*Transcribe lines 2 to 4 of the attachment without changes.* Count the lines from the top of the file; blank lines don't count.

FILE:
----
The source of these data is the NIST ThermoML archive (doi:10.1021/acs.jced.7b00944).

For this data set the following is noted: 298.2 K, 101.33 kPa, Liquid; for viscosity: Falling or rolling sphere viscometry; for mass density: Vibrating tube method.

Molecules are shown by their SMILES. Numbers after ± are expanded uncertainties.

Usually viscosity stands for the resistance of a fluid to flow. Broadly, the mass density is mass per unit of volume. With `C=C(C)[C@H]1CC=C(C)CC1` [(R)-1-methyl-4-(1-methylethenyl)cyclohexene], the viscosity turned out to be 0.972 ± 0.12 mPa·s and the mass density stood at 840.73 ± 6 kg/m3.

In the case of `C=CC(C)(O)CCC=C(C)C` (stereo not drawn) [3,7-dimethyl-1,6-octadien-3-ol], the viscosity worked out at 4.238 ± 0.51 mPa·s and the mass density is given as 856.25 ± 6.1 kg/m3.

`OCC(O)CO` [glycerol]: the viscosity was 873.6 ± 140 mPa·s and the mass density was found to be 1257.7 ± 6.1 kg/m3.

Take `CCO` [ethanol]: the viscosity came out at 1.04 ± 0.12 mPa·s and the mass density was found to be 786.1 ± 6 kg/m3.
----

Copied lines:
For this data set the following is noted: 298.2 K, 101.33 kPa, Liquid; for viscosity: Falling or rolling sphere viscometry; for mass density: Vibrating tube method.

Molecules are shown by their SMILES. Numbers after ± are expanded uncertainties.

Usually viscosity stands for the resistance of a fluid to flow. Broadly, the mass density is mass per unit of volume. With `C=C(C)[C@H]1CC=C(C)CC1` [(R)-1-methyl-4-(1-methylethenyl)cyclohexene], the viscosity turned out to be 0.972 ± 0.12 mPa·s and the mass density stood at 840.73 ± 6 kg/m3.